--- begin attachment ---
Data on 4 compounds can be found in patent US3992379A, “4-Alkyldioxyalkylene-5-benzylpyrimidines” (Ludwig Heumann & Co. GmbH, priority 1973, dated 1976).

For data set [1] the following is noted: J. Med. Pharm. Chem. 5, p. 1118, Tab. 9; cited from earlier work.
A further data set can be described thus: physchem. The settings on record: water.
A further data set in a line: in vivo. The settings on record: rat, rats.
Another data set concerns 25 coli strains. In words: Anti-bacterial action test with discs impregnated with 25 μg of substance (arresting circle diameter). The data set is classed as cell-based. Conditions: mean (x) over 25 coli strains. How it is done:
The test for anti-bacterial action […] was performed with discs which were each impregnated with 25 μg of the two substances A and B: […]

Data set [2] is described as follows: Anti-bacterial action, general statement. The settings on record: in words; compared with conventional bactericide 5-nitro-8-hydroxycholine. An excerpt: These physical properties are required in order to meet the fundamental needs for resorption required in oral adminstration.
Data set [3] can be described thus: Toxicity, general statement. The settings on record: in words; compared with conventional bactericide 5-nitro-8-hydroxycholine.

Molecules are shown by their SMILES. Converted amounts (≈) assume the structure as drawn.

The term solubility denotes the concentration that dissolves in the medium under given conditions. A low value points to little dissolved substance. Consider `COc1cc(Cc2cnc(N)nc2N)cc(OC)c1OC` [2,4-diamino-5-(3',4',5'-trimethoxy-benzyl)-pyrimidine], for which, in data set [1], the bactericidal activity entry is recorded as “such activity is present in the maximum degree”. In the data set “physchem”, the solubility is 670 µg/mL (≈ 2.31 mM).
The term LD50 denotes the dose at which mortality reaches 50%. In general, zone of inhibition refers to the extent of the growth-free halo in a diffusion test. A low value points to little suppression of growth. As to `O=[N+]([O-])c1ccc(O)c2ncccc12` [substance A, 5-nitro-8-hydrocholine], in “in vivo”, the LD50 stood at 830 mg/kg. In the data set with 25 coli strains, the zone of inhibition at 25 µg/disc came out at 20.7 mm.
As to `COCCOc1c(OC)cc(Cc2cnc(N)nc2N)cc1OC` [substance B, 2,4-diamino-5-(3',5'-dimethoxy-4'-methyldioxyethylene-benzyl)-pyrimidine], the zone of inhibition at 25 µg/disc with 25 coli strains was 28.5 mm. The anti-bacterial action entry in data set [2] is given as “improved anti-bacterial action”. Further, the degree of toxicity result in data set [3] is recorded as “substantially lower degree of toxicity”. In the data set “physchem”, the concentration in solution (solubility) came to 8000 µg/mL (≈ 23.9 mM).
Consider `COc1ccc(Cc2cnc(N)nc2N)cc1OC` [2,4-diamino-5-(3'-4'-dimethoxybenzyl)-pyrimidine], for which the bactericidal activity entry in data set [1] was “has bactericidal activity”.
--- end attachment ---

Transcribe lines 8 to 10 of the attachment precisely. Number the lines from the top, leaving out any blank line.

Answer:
Data set [3] can be described thus: Toxicity, general statement. The settings on record: in words; compared with conventional bactericide 5-nitro-8-hydroxycholine.

Molecules are shown by their SMILES. Converted amounts (≈) assume the structure as drawn.

The term solubility denotes the concentration that dissolves in the medium under given conditions. A low value points to little dissolved substance. Consider `COc1cc(Cc2cnc(N)nc2N)cc(OC)c1OC` [2,4-diamino-5-(3',4',5'-trimethoxy-benzyl)-pyrimidine], for which, in data set [1], the bactericidal activity entry is recorded as “such activity is present in the maximum degree”. In the data set “physchem”, the solubility is 670 µg/mL (≈ 2.31 mM).